AAS 197, January 2001
Session 104. The Cosmic Distance Scale
Display, Thursday, January 11, 2001, 9:30-4:00pm, Exhibit Hall

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[104.04] One Percent Distances to Local Group Galaxies via Rotational Parallaxes

R.P. Olling (USNO-DC/USRA), D.M. Peterson (SUNY, Stony Brook)

Astrometry is one of the foundations of astrophysics. Accurate trigonometric distances for large numbers of stars are attainable with space astrometry missions such as the successful HIPPARCOS, and the planned FAME, DIVA, SIM, GAIA satellites. However, external galaxies remain too distant for even these missions. In this paper we show that rotational parallaxes technique can be used to obtain 1-5% distances for Local Group spiral galaxies. The determination of trigonometric parallaxes allows for significant tests of stellar evolution. Astrometric distances to the Local Group galaxies will provide a solid foundation for the calibration of the zero points of the Cepheid's period-luminosity relation and the Tully-Fisher linewidth-luminosity relation, and hence the extra-galactic distance scale.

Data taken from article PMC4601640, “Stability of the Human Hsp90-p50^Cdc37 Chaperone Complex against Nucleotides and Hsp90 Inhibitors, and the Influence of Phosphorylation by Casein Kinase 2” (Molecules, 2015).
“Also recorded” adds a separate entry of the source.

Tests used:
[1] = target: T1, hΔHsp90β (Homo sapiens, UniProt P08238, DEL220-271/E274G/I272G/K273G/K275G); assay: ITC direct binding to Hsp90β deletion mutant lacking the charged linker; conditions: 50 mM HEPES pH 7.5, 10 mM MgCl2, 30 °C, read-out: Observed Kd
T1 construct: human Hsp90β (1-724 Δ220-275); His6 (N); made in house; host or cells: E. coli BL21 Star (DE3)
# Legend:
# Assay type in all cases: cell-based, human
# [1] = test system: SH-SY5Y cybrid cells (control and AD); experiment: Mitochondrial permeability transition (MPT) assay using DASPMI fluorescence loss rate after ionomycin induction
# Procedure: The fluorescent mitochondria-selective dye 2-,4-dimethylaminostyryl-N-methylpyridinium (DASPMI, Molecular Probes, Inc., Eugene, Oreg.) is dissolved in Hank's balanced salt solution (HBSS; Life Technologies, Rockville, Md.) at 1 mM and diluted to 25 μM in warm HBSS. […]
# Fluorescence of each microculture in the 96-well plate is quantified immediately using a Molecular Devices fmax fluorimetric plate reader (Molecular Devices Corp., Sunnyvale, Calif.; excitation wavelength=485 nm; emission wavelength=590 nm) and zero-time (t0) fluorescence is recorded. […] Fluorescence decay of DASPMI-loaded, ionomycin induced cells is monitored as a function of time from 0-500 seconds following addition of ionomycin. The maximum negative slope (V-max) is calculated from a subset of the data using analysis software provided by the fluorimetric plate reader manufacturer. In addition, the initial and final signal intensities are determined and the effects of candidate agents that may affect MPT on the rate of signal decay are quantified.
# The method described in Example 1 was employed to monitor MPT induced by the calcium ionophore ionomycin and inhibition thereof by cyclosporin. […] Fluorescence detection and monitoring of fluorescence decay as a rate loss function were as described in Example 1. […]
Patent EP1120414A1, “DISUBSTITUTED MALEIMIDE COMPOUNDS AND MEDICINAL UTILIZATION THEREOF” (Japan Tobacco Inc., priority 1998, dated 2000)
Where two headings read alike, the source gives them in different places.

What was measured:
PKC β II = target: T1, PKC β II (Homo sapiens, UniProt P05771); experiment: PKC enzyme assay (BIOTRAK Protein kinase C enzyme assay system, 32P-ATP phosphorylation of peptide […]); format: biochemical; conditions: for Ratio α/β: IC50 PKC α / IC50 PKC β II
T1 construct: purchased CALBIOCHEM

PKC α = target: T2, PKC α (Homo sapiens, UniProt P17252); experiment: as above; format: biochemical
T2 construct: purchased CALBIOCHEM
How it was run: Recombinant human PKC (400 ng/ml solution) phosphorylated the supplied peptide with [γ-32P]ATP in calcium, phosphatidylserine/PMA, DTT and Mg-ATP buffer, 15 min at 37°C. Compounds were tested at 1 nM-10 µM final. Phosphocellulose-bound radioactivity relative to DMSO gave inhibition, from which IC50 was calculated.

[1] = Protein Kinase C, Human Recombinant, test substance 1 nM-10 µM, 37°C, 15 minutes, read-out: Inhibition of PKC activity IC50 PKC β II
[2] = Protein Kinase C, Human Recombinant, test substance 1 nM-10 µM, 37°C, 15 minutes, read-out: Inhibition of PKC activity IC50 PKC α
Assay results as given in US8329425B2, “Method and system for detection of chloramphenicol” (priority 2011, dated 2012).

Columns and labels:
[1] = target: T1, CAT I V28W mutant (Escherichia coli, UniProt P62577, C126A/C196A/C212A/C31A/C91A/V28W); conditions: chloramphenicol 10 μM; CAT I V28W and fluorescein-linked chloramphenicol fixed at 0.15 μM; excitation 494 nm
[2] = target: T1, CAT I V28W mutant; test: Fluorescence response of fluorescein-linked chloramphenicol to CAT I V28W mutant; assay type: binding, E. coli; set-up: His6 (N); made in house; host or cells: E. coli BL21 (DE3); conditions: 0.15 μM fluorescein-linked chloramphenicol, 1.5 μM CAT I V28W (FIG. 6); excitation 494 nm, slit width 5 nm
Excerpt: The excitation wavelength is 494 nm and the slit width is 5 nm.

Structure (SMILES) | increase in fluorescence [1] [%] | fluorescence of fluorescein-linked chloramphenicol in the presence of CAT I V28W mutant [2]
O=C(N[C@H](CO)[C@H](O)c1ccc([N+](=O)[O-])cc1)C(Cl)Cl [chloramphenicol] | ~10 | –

The rotational parallax method employs the common motions of a number of stars to determine the distance to the group as a whole. Assuming that a given target star in an external galaxy is on a circular orbit, three observables --the two proper motions and the radial velocity-- suffice to determine the three unknowns: the orbital inclination, the rotational velocity and the distance. We discuss the factors that complicate the application of this simple technique, and show that NASA's Space Interferometry Mission will be able to determine the distance to M31 to within a few percent.

The author(s) of this abstract have provided an email address for comments about the abstract: olling@usno.navy.mil

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